On May 3, 2021, the Canadian Intellectual Property Office (CIPO) published two new practice notices: (1) Measures to improve timeliness in examination; and (2) Requests for expedited examination.  These notices outline CIPO’s plan to help clear its backlog of trademark applications, and to facilitate expedited review in particular circumstances.  CIPO’s practice notices operate as general guidelines, are not binding in any particular case, and are subject to change.

Measures to Improve Timeliness in Examination

To speed-up the examination of Canadian trademark applications, CIPO has adopted measures increase efficiency without compromising quality or the rights of applicants and stakeholders.  In addition to hiring more staff, CIPO is now applying the following practices to expedite examination:

  • Suggestions related to acceptable goods or services. Examiners will provide fewer examples of ‘acceptable’ goods or services when issuing their first report or “office action”.  More specifically, if the proposed changes cannot be made by way of a telephone amendment, the examiner will not include those examples in their first report.  Once an applicant has filed an amended application to re-specify any unacceptably-worded goods or services, the examiner will then be able to provide more specific examples in a subsequent report.
  • Some applications will be examined more quickly. Applications which use only pre-approved goods or services from CIPO’s Goods and Services Manual will be examined more quickly and, in some cases, before earlier-filed applications that did not use this option.
  • Fewer examination reports prior to refusal. Examiners will reduce the number of reports issued to applicants and CIPO will reasonably refuse trademarks in a more timely manner.  Further, Examiners need only maintain a particular submission or argument once.  Accordingly, applicants should ensure that they provide complete arguments to an examiner’s first report – this will ensure that they receive fulsome comments in response.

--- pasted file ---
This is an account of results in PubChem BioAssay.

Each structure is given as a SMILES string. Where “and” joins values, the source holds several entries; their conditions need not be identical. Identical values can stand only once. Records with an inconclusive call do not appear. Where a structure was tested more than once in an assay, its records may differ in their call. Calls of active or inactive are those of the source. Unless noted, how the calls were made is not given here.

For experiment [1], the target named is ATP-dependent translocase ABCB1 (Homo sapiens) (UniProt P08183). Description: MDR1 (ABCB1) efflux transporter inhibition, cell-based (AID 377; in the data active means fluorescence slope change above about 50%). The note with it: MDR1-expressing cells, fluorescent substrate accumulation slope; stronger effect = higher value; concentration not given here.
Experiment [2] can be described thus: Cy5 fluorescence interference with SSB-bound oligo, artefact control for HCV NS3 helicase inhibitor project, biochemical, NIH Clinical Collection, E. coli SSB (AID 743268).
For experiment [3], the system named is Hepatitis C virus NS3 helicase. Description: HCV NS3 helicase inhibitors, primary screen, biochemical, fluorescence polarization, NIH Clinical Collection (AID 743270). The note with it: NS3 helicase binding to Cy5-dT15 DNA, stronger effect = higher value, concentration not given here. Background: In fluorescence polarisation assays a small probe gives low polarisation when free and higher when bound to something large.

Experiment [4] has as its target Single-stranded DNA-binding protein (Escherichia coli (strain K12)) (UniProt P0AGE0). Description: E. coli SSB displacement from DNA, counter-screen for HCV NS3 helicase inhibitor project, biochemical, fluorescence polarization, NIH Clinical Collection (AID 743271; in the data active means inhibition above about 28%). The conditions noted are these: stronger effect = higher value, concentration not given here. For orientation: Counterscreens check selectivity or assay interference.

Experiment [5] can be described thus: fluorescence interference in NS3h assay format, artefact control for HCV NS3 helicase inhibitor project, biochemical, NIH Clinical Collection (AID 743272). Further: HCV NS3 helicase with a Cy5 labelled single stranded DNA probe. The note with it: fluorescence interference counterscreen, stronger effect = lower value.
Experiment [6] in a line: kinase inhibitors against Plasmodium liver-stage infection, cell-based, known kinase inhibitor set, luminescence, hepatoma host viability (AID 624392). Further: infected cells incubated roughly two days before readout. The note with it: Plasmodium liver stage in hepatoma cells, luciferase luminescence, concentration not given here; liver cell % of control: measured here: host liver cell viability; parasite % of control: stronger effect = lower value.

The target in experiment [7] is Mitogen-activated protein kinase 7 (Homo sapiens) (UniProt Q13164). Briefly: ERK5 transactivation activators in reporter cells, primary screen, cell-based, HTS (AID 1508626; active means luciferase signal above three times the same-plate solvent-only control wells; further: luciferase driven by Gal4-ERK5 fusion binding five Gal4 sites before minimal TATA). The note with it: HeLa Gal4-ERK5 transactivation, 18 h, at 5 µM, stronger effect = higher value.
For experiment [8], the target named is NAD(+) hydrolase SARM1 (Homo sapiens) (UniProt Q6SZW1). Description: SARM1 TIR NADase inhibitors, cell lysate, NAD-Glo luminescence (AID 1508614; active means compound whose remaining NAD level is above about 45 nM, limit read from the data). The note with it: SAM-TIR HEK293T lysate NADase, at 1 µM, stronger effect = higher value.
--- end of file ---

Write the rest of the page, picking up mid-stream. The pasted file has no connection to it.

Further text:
• For example, if an applicant receives a confusion objection from the examiner and furnishes evidence to overcome that objection, the examiner need only address that evidence in one report. Any further evidence of that nature would not be addressed again in a subsequent report.  The trademark could be refused if the additional evidence does not result in the examiner withdrawing the objection.  Comments on evidentiary deficiencies would be included in the Registrar’s final decision to refuse the mark.

Requests for Expedited Examination

Trademarks applications are generally examined by CIPO in the order in which they are received.  While there are no express provisions in the Trademarks Act or the Trademarks Regulations addressing expedited examinations, given the current wait times, CIPO will begin accepting requests for expedited examination.

Requests for expedited examination must be submitted in the form of an affidavit or statutory declaration by a person having knowledge of the facts and include the applicant’s name and the application number (if known).  A separate request is required for each application.  There is no fee payable for making the request.  The request must set out the specific circumstances and reasons for the request.  One or more of the following criteria must be met:

  1. Court Action: A court action is expected or underway in Canada with respect to the applicant’s trademark and in association with the goods or services listed therein.
  2. Counterfeit Products: The applicant is combatting counterfeit products at the Canadian border which relate to the applicant’s trademark and in association with the goods and services listed therein.
  3. Online IP Violations: The applicant requires timely registration in order to protect its intellectual property rights from being severely disadvantaged on online marketplaces; or
  4. Priority: The applicant requires timely registration in order to preserve its claim to priority within a set deadline, and following a request by a foreign intellectual property office. In such cases, the foreign office’s request must be attached to the affidavit or statutory declaration.

If the request is approved, CIPO will examine the trademark application as soon as possible.  It is worth noting that an application could lose the advantage of an expedited prosecution if the applicant requests an extension of time or misses any deadlines during the application’s expedited examination.

If the request if rejected, CIPO will provide the applicant with written reasons for same.

These are positive steps that will hopefully help reduce the backlog in examinations CIPO currently faces.